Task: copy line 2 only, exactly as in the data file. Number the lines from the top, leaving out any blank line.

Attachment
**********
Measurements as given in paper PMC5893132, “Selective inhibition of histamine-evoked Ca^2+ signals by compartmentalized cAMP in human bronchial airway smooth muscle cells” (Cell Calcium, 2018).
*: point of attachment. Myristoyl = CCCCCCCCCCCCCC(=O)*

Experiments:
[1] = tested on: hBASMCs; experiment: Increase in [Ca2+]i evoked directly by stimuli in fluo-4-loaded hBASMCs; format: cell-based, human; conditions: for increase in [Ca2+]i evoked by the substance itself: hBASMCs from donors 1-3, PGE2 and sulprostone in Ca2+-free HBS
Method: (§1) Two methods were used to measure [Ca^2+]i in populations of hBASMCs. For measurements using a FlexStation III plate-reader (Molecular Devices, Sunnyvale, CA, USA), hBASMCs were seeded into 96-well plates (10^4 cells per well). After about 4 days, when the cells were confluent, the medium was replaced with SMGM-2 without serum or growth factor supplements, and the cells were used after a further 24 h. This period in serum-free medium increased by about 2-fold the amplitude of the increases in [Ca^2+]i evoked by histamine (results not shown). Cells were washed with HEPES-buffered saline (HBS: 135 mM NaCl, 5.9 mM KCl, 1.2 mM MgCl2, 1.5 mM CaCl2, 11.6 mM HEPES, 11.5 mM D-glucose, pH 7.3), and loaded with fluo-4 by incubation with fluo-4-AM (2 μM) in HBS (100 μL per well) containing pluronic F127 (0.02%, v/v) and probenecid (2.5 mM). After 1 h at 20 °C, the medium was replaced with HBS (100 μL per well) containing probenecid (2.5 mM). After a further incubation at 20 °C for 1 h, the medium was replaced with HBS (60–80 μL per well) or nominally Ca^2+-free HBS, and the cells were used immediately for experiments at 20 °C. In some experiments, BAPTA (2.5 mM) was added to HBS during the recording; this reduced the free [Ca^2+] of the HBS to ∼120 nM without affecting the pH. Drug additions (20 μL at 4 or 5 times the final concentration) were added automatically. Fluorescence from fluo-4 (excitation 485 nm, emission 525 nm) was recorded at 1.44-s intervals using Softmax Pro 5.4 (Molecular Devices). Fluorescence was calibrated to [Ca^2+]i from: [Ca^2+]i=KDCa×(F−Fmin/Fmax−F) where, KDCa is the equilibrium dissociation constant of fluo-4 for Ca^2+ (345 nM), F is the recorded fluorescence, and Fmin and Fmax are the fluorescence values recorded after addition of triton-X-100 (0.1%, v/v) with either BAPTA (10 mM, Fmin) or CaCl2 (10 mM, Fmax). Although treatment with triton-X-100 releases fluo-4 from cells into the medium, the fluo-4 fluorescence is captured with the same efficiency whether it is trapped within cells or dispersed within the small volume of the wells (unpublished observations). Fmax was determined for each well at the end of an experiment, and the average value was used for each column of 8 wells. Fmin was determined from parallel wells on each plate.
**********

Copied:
*: point of attachment. Myristoyl = CCCCCCCCCCCCCC(=O)*